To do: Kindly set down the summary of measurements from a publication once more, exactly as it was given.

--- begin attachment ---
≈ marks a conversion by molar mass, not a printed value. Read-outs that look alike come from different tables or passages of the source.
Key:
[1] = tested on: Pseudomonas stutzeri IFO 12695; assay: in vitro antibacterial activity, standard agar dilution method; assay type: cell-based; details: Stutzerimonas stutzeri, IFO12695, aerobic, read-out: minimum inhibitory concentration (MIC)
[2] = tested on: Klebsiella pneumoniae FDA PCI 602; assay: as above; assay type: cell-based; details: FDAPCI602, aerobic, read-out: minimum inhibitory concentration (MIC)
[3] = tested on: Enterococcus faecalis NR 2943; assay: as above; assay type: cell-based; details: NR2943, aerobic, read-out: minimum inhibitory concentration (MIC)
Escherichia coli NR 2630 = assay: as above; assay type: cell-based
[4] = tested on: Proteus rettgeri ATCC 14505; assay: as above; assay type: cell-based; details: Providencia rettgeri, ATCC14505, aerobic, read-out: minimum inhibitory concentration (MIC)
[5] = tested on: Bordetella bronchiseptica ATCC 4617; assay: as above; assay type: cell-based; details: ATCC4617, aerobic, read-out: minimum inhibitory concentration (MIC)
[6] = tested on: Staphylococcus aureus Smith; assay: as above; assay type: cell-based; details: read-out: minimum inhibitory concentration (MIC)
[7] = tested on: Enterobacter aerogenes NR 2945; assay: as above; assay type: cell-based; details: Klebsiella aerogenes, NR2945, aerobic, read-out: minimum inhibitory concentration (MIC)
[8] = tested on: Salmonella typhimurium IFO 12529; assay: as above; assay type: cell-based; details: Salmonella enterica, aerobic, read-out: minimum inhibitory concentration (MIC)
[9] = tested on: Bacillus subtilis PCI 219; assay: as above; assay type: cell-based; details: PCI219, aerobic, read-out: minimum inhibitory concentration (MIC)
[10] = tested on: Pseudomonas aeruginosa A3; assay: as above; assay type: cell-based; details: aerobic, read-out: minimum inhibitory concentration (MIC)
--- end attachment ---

≈ marks a conversion by molar mass, not a printed value. Read-outs that look alike come from different tables or passages of the source.
Key:
[1] = tested on: Pseudomonas stutzeri IFO 12695; assay: in vitro antibacterial activity, standard agar dilution method; assay type: cell-based; details: Stutzerimonas stutzeri, IFO12695, aerobic, read-out: minimum inhibitory concentration (MIC)
[2] = tested on: Klebsiella pneumoniae FDA PCI 602; assay: as above; assay type: cell-based; details: FDAPCI602, aerobic, read-out: minimum inhibitory concentration (MIC)
[3] = tested on: Enterococcus faecalis NR 2943; assay: as above; assay type: cell-based; details: NR2943, aerobic, read-out: minimum inhibitory concentration (MIC)
Escherichia coli NR 2630 = assay: as above; assay type: cell-based
[4] = tested on: Proteus rettgeri ATCC 14505; assay: as above; assay type: cell-based; details: Providencia rettgeri, ATCC14505, aerobic, read-out: minimum inhibitory concentration (MIC)
[5] = tested on: Bordetella bronchiseptica ATCC 4617; assay: as above; assay type: cell-based; details: ATCC4617, aerobic, read-out: minimum inhibitory concentration (MIC)
[6] = tested on: Staphylococcus aureus Smith; assay: as above; assay type: cell-based; details: read-out: minimum inhibitory concentration (MIC)
[7] = tested on: Enterobacter aerogenes NR 2945; assay: as above; assay type: cell-based; details: Klebsiella aerogenes, NR2945, aerobic, read-out: minimum inhibitory concentration (MIC)
[8] = tested on: Salmonella typhimurium IFO 12529; assay: as above; assay type: cell-based; details: Salmonella enterica, aerobic, read-out: minimum inhibitory concentration (MIC)
[9] = tested on: Bacillus subtilis PCI 219; assay: as above; assay type: cell-based; details: PCI219, aerobic, read-out: minimum inhibitory concentration (MIC)
[10] = tested on: Pseudomonas aeruginosa A3; assay: as above; assay type: cell-based; details: aerobic, read-out: minimum inhibitory concentration (MIC)